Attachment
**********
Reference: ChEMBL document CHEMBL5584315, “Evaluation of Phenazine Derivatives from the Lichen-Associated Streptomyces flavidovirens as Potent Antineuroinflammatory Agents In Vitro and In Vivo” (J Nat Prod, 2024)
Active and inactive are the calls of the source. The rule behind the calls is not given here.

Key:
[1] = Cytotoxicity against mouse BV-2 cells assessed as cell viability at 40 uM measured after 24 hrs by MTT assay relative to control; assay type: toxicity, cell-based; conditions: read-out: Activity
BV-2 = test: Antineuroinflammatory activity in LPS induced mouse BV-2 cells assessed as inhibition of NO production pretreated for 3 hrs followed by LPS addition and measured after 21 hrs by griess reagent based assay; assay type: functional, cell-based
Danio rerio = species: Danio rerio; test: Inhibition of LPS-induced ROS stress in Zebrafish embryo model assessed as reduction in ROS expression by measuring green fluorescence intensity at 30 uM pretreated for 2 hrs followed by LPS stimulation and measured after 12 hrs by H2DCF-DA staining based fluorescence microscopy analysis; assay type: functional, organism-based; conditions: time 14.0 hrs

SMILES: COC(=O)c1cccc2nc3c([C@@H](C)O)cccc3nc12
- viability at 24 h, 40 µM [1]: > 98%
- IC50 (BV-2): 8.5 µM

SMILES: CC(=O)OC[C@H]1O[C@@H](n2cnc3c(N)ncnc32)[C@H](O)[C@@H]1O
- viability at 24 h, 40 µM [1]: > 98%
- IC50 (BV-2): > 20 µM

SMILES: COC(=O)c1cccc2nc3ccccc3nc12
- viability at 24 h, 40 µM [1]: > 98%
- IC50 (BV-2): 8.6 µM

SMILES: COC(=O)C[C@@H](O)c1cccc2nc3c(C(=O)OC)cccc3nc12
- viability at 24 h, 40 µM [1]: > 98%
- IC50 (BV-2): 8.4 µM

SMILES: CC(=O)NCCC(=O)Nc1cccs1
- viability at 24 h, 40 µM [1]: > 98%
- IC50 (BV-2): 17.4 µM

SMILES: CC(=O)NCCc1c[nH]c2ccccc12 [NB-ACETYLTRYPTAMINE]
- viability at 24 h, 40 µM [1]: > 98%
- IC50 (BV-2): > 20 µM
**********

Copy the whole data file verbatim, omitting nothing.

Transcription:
Reference: ChEMBL document CHEMBL5584315, “Evaluation of Phenazine Derivatives from the Lichen-Associated Streptomyces flavidovirens as Potent Antineuroinflammatory Agents In Vitro and In Vivo” (J Nat Prod, 2024)
Active and inactive are the calls of the source. The rule behind the calls is not given here.

Key:
[1] = Cytotoxicity against mouse BV-2 cells assessed as cell viability at 40 uM measured after 24 hrs by MTT assay relative to control; assay type: toxicity, cell-based; conditions: read-out: Activity
BV-2 = test: Antineuroinflammatory activity in LPS induced mouse BV-2 cells assessed as inhibition of NO production pretreated for 3 hrs followed by LPS addition and measured after 21 hrs by griess reagent based assay; assay type: functional, cell-based
Danio rerio = species: Danio rerio; test: Inhibition of LPS-induced ROS stress in Zebrafish embryo model assessed as reduction in ROS expression by measuring green fluorescence intensity at 30 uM pretreated for 2 hrs followed by LPS stimulation and measured after 12 hrs by H2DCF-DA staining based fluorescence microscopy analysis; assay type: functional, organism-based; conditions: time 14.0 hrs

SMILES: COC(=O)c1cccc2nc3c([C@@H](C)O)cccc3nc12
- viability at 24 h, 40 µM [1]: > 98%
- IC50 (BV-2): 8.5 µM

SMILES: CC(=O)OC[C@H]1O[C@@H](n2cnc3c(N)ncnc32)[C@H](O)[C@@H]1O
- viability at 24 h, 40 µM [1]: > 98%
- IC50 (BV-2): > 20 µM

SMILES: COC(=O)c1cccc2nc3ccccc3nc12
- viability at 24 h, 40 µM [1]: > 98%
- IC50 (BV-2): 8.6 µM

SMILES: COC(=O)C[C@@H](O)c1cccc2nc3c(C(=O)OC)cccc3nc12
- viability at 24 h, 40 µM [1]: > 98%
- IC50 (BV-2): 8.4 µM

SMILES: CC(=O)NCCC(=O)Nc1cccs1
- viability at 24 h, 40 µM [1]: > 98%
- IC50 (BV-2): 17.4 µM

SMILES: CC(=O)NCCc1c[nH]c2ccccc12 [NB-ACETYLTRYPTAMINE]
- viability at 24 h, 40 µM [1]: > 98%
- IC50 (BV-2): > 20 µM